Marie Cini, Provost Emeritus at University of Maryland University College, presented at our Connect Higher Education Summit this summer about how the institution effectively implemented open educational resources (OERs) to ensure quality and decrease costs for students. I sat down with her as she shared why the institution decided to implement OERs, what the benefits were and what changes she anticipates in the future.
First and foremost, let’s define OERs. What, exactly, are they?
Well, let me use the same definition the Hewlett Foundation does: They are teaching, learning and research resources that reside in the public domain or have been released under an intellectual property license that permits their free use and repurposing by others.
Basically, they are resources that already exist, and faculty can combine and repurpose them to meet the needs of their curriculum.
Why did UMUC decide to move to an OER model?
Most of the student population are first-generation college students. Many are parents, and they are often paying out of pocket, or through the use of Pell Grants or loans. At the same time, textbook costs have ballooned — the Government Accountability Office says that textbook costs increased 82 percent between 2002 and 2012. For comparison, overall consumer prices increased only 28 percent. To better serve the student population, we knew we had to control costs, and OERs helped us do that.
So, were you able to reduce costs?
I’m really proud to say that the answer is an unequivocal yes! In Fall 2016, more than $19 million total was saved in textbook fees by UMUC students.
Is there any cost to an institution for moving to an OER model?
While the cost savings to students are significant, the biggest cost center for institutions is in the development of OERs. Librarians, for example, are a huge asset in finding and curating content for courses. You’ll also want instructional designers to put the resources together, to make sure it all makes sense. That frees up faculty to customize their courses as needed and to focus on things like teaching and ensuring students really understand the material, not worrying about how to fit what they want to teach to the existing textbook.
In a world where basically all knowledge is accessible, how can we ensure students are using resources of quality?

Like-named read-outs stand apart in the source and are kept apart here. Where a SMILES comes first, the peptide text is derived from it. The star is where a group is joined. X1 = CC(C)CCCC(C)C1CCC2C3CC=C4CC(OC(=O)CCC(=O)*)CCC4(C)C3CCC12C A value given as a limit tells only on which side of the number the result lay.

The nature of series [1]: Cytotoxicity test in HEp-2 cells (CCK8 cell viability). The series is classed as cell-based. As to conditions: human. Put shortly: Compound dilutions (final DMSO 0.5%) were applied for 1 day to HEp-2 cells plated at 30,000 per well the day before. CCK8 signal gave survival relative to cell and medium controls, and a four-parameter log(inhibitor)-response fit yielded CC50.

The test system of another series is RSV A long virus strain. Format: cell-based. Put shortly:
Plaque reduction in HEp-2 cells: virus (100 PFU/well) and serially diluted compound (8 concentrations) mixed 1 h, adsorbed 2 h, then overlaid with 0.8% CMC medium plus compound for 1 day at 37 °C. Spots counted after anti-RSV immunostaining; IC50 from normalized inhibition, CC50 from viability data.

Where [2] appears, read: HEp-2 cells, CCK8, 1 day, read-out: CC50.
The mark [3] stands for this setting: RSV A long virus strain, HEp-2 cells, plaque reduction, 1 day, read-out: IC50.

It’s true that you can find just about anything on the internet, so I think the answer here is twofold. First, OERs need to be created out of curated sources. There are some great sites out there that peer-review content, so you know it’s not a video from the dark web or anything. And secondly, we need to teach our students overall critical thinking and information literacy skills, so they can evaluate the quality of sources for themselves and not just believe everything they read.
Will OERs change the role of faculty?
I think that there will increasingly be a need to unbundle the different skill sets. I can imagine a future where institutions hire different kinds of faculty — curriculum and assessment vs. teaching and mentoring vs. research. Maybe faculty pick two of those areas to focus on. Honestly, that’s what happens now; people focus on the things they’re good at and enjoy the most, and kind of let the other parts slide. This would just be a more formalized way of letting faculty thrive in their areas of specialty, while at the same time ensuring students were receiving an optimal educational experience.
How did the implementation go at UMUC? Were faculty onboard?
I think any time there’s a change, you’ll encounter some resistance. But UMUC is so student focused, and this provided such clear benefits to the student population that we were able to make the case really persuasively. And then once we started using OERs and faculty realized that building the content was not that difficult and that it gave them more freedom in what they were teaching, they embraced OERs really enthusiastically.
Besides reducing textbook costs, are there any other benefits of OERs?
This gives universities the freedom to develop programs that are more competency based and more customizable. Instead of having to follow a textbook, institutions can develop programs that meet the needs of their student population, whether that’s helping them complete degrees faster or focusing on some other aspect. And of course, by reducing the cost of textbooks, it frees students up to either spend that money on more classes (again reducing time to degree) or they can simply graduate with less debt.
Marie Cini is Provost Emeritus at University of Maryland University College. She is now Higher Ed Lead, Team IBM, SOC-Modernization project. View her presentation and see what other sessions were shared at the Connect Higher Education Summit here.